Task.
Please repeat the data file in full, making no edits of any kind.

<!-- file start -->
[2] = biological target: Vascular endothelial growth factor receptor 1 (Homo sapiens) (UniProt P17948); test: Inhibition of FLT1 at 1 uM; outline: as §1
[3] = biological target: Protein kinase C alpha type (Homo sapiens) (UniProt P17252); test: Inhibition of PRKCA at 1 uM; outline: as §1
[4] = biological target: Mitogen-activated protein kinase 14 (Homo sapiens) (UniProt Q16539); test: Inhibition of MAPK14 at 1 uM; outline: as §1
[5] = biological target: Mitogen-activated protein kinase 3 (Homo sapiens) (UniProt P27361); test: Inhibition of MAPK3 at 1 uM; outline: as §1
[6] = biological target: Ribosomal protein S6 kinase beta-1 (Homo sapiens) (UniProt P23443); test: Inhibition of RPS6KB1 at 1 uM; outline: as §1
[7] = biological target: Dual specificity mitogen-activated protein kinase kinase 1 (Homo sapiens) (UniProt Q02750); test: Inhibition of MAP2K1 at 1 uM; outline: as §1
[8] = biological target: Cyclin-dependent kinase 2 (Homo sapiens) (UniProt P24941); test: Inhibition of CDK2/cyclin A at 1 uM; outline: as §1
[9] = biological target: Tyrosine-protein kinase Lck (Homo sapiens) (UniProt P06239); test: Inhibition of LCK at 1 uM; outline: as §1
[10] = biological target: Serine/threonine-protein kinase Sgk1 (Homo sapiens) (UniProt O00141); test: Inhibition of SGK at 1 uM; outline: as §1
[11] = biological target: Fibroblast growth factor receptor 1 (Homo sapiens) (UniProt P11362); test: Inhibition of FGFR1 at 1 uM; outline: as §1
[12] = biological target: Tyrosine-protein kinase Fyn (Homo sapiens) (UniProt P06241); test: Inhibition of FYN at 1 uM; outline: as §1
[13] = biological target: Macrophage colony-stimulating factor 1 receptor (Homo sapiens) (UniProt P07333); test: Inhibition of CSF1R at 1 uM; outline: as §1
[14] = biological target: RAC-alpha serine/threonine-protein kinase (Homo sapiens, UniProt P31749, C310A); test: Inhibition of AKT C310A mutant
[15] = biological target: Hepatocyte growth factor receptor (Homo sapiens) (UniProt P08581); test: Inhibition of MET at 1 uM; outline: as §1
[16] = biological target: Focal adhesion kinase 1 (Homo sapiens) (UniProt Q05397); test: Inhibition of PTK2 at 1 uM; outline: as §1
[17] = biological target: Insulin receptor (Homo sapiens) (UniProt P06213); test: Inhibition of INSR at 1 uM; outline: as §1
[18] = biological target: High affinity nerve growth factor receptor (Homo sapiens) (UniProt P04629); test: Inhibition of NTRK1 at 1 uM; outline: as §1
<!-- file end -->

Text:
[2] = biological target: Vascular endothelial growth factor receptor 1 (Homo sapiens) (UniProt P17948); test: Inhibition of FLT1 at 1 uM; outline: as §1
[3] = biological target: Protein kinase C alpha type (Homo sapiens) (UniProt P17252); test: Inhibition of PRKCA at 1 uM; outline: as §1
[4] = biological target: Mitogen-activated protein kinase 14 (Homo sapiens) (UniProt Q16539); test: Inhibition of MAPK14 at 1 uM; outline: as §1
[5] = biological target: Mitogen-activated protein kinase 3 (Homo sapiens) (UniProt P27361); test: Inhibition of MAPK3 at 1 uM; outline: as §1
[6] = biological target: Ribosomal protein S6 kinase beta-1 (Homo sapiens) (UniProt P23443); test: Inhibition of RPS6KB1 at 1 uM; outline: as §1
[7] = biological target: Dual specificity mitogen-activated protein kinase kinase 1 (Homo sapiens) (UniProt Q02750); test: Inhibition of MAP2K1 at 1 uM; outline: as §1
[8] = biological target: Cyclin-dependent kinase 2 (Homo sapiens) (UniProt P24941); test: Inhibition of CDK2/cyclin A at 1 uM; outline: as §1
[9] = biological target: Tyrosine-protein kinase Lck (Homo sapiens) (UniProt P06239); test: Inhibition of LCK at 1 uM; outline: as §1
[10] = biological target: Serine/threonine-protein kinase Sgk1 (Homo sapiens) (UniProt O00141); test: Inhibition of SGK at 1 uM; outline: as §1
[11] = biological target: Fibroblast growth factor receptor 1 (Homo sapiens) (UniProt P11362); test: Inhibition of FGFR1 at 1 uM; outline: as §1
[12] = biological target: Tyrosine-protein kinase Fyn (Homo sapiens) (UniProt P06241); test: Inhibition of FYN at 1 uM; outline: as §1
[13] = biological target: Macrophage colony-stimulating factor 1 receptor (Homo sapiens) (UniProt P07333); test: Inhibition of CSF1R at 1 uM; outline: as §1
[14] = biological target: RAC-alpha serine/threonine-protein kinase (Homo sapiens, UniProt P31749, C310A); test: Inhibition of AKT C310A mutant
[15] = biological target: Hepatocyte growth factor receptor (Homo sapiens) (UniProt P08581); test: Inhibition of MET at 1 uM; outline: as §1
[16] = biological target: Focal adhesion kinase 1 (Homo sapiens) (UniProt Q05397); test: Inhibition of PTK2 at 1 uM; outline: as §1
[17] = biological target: Insulin receptor (Homo sapiens) (UniProt P06213); test: Inhibition of INSR at 1 uM; outline: as §1
[18] = biological target: High affinity nerve growth factor receptor (Homo sapiens) (UniProt P04629); test: Inhibition of NTRK1 at 1 uM; outline: as §1